First Post

My Very First Poster Night Experience

Graphic Clément Liu

During last year’s Concordia Student Union elections I was (bows head in shame) your standard politically apathetic and totally uninvolved student. The smiling faces of candidates on the walls meant absolutely nothing to me, nor did their campaign promises. As far as I was concerned the CSU, ASFA and all the rest were just extremely annoying acronyms that had nothing to do with my life.

During the past year, I have started reading, learning and writing about student politics. I now would say that I have a pretty good idea about what is happening at Concordia. Now that I’m “informed” all I can really think to say is: holy fuck.

The scandals, corruption and craziness have been both exciting and enlightening, but for me, the insanity all came together at midnight on the 14th of March.

I experienced my first ever poster night and it blew my mind.

Poster night is the first time politicians are allowed to officially campaign for the upcoming election.

I witnessed student politicos stampede through every single floor of the Hall building, screaming, shoving and stapling posters like absolute barbarians. Clad in war paint, hula skirts, team t-shirts and armed with kazoos, the students on both teams looked as though they were taking part in some sort of extreme Easter egg hunt.

I stood in bewilderment asking myself, was this for real? And the answer unfortunately is yes, yes it was.
I guess you could say it was heart-warming, in the sense that it became clear that even the most high-achieving and stone-faced student politicians clearly still know how to release their inner five-year-old.
But it was also disturbing to watch the sheer ferociousness with which these full-grown adults—that will potentially represent me—hauled-ass just to put another copy of their face on the wall.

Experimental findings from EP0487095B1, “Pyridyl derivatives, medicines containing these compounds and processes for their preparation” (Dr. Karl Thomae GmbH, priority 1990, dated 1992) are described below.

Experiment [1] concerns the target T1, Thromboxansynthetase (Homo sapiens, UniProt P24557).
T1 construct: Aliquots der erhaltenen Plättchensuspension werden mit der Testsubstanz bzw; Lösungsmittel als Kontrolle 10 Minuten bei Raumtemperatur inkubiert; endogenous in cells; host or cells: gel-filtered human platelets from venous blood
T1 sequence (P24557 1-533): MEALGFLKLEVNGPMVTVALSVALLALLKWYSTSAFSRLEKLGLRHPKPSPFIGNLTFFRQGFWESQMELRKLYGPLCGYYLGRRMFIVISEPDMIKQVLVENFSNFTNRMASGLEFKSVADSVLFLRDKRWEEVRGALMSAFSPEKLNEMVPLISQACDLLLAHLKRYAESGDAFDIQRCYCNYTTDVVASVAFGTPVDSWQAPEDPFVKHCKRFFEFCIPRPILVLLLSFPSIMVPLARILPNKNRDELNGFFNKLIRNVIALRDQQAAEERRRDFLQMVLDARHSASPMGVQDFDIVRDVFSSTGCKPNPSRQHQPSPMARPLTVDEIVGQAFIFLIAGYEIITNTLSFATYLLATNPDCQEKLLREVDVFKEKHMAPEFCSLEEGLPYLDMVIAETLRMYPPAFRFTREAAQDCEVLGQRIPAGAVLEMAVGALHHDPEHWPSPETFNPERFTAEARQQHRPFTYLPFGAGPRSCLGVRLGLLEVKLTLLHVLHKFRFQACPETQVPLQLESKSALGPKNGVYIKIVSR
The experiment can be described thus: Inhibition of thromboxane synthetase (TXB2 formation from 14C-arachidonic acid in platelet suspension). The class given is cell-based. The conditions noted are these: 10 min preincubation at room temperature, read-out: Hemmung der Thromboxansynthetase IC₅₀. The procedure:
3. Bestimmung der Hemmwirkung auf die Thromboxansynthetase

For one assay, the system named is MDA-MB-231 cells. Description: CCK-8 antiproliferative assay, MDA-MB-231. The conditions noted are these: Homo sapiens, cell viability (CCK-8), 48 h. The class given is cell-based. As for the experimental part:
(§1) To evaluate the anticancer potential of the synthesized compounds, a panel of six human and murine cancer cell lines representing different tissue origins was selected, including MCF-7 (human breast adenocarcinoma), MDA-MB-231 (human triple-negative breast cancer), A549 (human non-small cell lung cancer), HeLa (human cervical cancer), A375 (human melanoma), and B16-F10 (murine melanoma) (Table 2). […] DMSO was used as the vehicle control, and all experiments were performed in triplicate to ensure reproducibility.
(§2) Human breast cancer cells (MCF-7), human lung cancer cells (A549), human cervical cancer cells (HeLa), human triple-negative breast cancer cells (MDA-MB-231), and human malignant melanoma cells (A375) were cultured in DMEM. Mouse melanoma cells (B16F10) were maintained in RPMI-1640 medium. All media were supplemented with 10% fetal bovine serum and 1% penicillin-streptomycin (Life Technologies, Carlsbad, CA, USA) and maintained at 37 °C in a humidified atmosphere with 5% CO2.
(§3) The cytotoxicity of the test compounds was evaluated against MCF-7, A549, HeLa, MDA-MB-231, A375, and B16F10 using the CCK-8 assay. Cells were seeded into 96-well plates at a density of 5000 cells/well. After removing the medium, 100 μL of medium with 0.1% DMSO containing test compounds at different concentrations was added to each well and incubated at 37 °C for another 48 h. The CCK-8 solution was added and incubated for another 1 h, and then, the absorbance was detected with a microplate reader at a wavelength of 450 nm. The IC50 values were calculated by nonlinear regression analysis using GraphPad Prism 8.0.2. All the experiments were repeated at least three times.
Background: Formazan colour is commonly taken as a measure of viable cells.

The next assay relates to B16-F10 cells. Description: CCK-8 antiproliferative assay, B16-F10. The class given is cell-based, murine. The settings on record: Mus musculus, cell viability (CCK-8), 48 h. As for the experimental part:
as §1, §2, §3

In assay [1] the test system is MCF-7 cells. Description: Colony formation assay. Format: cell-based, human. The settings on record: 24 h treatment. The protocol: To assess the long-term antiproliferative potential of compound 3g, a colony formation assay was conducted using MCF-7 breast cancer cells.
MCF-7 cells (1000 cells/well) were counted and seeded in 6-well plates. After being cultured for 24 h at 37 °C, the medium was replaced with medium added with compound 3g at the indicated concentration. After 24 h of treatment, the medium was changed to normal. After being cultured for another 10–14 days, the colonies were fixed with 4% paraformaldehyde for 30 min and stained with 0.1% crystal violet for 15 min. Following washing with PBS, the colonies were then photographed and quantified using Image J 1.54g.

But, now that the affair has come and gone, I must admit that—well, I get it.

The whole thing makes sense. The reality is that there are a very large number of students at Concordia that have absolutely no idea what the CSU is, or does. Transparency is a nice offer—but it really doesn’t mean much to a student who has never listened to a word you’ve said.

The student centre? Oh, like those posters from earlier this year—yeah, er, what happened to that? Financial accountability? I think that a lot of students don’t even realize that they are actually paying dues to the union, and that they money in question is actually some of their own—its not like they would go to school parties or anything.

It’s embarrassing, but if you asked me what I wanted from my CSU last year, I would have had no idea what to say. Unfortunately, I don’t think I was or am the only one.

This complete and utter disconnect from student politics and their inner workings is exactly why poster night matters. During election campaigns students are bombarded with encouragement to get involved and to do so by voting.

Some students really do want to be involved once election time rolls around—but the intention is useless if they have no idea what is going on. So they go for the quick fix. Pick the prettiest poster and the most appealing words. Boom: guilt gone, instant involvement.

Student politicos know this, they aren’t dumb. So, the obvious result is a fierce competition to put as many copies of the most appealing poster in as many places as possible—hence, poster night.

If students were involved and aware of what was going on in our school, then the posters would lose much of their value. Maybe then the politicos wouldn’t have to act like total buffoons, beating each other to cover the walls in an attempt to kick-off their campaign.

I know it takes a lot to get students to care, but—quite frankly, I feel bad for these guys. So, students should cut them some slack and learn a little bit about what’s happening around them—that way our student politicians can spend less time making themselves and their promises look pretty—maybe they might even be able to help you out.